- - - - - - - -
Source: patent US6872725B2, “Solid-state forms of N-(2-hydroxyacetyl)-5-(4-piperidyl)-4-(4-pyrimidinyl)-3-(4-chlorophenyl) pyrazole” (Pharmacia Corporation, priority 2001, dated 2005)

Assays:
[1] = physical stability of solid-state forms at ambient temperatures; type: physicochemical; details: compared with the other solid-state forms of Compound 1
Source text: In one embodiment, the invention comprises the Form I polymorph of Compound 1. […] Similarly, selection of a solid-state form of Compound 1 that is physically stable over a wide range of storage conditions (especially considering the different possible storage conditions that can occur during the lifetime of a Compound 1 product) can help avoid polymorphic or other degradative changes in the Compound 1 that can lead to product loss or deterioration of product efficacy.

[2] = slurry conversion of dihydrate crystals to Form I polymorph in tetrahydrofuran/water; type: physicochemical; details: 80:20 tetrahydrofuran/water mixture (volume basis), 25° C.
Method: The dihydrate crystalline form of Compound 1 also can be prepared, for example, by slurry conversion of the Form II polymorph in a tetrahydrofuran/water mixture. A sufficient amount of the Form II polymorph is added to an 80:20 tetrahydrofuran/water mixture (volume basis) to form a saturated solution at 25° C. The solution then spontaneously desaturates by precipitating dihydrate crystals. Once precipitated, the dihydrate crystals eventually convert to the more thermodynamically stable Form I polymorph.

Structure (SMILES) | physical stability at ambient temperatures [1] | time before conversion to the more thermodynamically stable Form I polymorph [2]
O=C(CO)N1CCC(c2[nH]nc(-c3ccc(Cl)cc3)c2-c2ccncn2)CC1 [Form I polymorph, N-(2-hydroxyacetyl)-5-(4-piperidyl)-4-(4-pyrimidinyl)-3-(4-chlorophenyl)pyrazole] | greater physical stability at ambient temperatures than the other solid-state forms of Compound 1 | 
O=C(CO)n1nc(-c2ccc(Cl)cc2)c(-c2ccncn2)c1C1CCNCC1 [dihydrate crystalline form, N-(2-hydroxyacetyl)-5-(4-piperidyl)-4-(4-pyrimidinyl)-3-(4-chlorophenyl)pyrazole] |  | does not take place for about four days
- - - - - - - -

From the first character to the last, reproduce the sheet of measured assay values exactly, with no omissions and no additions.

Source: patent US6872725B2, “Solid-state forms of N-(2-hydroxyacetyl)-5-(4-piperidyl)-4-(4-pyrimidinyl)-3-(4-chlorophenyl) pyrazole” (Pharmacia Corporation, priority 2001, dated 2005)

Assays:
[1] = physical stability of solid-state forms at ambient temperatures; type: physicochemical; details: compared with the other solid-state forms of Compound 1
Source text: In one embodiment, the invention comprises the Form I polymorph of Compound 1. […] Similarly, selection of a solid-state form of Compound 1 that is physically stable over a wide range of storage conditions (especially considering the different possible storage conditions that can occur during the lifetime of a Compound 1 product) can help avoid polymorphic or other degradative changes in the Compound 1 that can lead to product loss or deterioration of product efficacy.

[2] = slurry conversion of dihydrate crystals to Form I polymorph in tetrahydrofuran/water; type: physicochemical; details: 80:20 tetrahydrofuran/water mixture (volume basis), 25° C.
Method: The dihydrate crystalline form of Compound 1 also can be prepared, for example, by slurry conversion of the Form II polymorph in a tetrahydrofuran/water mixture. A sufficient amount of the Form II polymorph is added to an 80:20 tetrahydrofuran/water mixture (volume basis) to form a saturated solution at 25° C. The solution then spontaneously desaturates by precipitating dihydrate crystals. Once precipitated, the dihydrate crystals eventually convert to the more thermodynamically stable Form I polymorph.

Structure (SMILES) | physical stability at ambient temperatures [1] | time before conversion to the more thermodynamically stable Form I polymorph [2]
O=C(CO)N1CCC(c2[nH]nc(-c3ccc(Cl)cc3)c2-c2ccncn2)CC1 [Form I polymorph, N-(2-hydroxyacetyl)-5-(4-piperidyl)-4-(4-pyrimidinyl)-3-(4-chlorophenyl)pyrazole] | greater physical stability at ambient temperatures than the other solid-state forms of Compound 1 | 
O=C(CO)n1nc(-c2ccc(Cl)cc2)c(-c2ccncn2)c1C1CCNCC1 [dihydrate crystalline form, N-(2-hydroxyacetyl)-5-(4-piperidyl)-4-(4-pyrimidinyl)-3-(4-chlorophenyl)pyrazole] |  | does not take place for about four days